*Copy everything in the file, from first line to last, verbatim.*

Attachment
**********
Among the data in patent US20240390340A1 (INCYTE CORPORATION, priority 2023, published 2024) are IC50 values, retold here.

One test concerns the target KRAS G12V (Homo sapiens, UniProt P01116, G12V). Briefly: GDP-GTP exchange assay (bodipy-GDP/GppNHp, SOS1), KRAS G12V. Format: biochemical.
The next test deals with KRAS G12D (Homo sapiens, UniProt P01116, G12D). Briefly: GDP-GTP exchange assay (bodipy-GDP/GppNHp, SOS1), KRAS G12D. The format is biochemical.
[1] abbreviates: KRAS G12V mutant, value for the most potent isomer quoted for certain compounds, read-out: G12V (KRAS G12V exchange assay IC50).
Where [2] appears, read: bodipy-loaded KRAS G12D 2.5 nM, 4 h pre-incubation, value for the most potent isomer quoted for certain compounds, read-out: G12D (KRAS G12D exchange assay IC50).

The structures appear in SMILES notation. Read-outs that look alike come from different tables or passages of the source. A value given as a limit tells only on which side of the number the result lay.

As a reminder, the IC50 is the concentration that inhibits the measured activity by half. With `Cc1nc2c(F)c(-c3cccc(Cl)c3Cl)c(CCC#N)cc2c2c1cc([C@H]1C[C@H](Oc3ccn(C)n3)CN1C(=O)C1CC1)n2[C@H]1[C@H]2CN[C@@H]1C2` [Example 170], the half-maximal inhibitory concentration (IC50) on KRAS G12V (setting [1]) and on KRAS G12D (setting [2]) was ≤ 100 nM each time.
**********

Among the data in patent US20240390340A1 (INCYTE CORPORATION, priority 2023, published 2024) are IC50 values, retold here.

One test concerns the target KRAS G12V (Homo sapiens, UniProt P01116, G12V). Briefly: GDP-GTP exchange assay (bodipy-GDP/GppNHp, SOS1), KRAS G12V. Format: biochemical.
The next test deals with KRAS G12D (Homo sapiens, UniProt P01116, G12D). Briefly: GDP-GTP exchange assay (bodipy-GDP/GppNHp, SOS1), KRAS G12D. The format is biochemical.
[1] abbreviates: KRAS G12V mutant, value for the most potent isomer quoted for certain compounds, read-out: G12V (KRAS G12V exchange assay IC50).
Where [2] appears, read: bodipy-loaded KRAS G12D 2.5 nM, 4 h pre-incubation, value for the most potent isomer quoted for certain compounds, read-out: G12D (KRAS G12D exchange assay IC50).

The structures appear in SMILES notation. Read-outs that look alike come from different tables or passages of the source. A value given as a limit tells only on which side of the number the result lay.

As a reminder, the IC50 is the concentration that inhibits the measured activity by half. With `Cc1nc2c(F)c(-c3cccc(Cl)c3Cl)c(CCC#N)cc2c2c1cc([C@H]1C[C@H](Oc3ccn(C)n3)CN1C(=O)C1CC1)n2[C@H]1[C@H]2CN[C@@H]1C2` [Example 170], the half-maximal inhibitory concentration (IC50) on KRAS G12V (setting [1]) and on KRAS G12D (setting [2]) was ≤ 100 nM each time.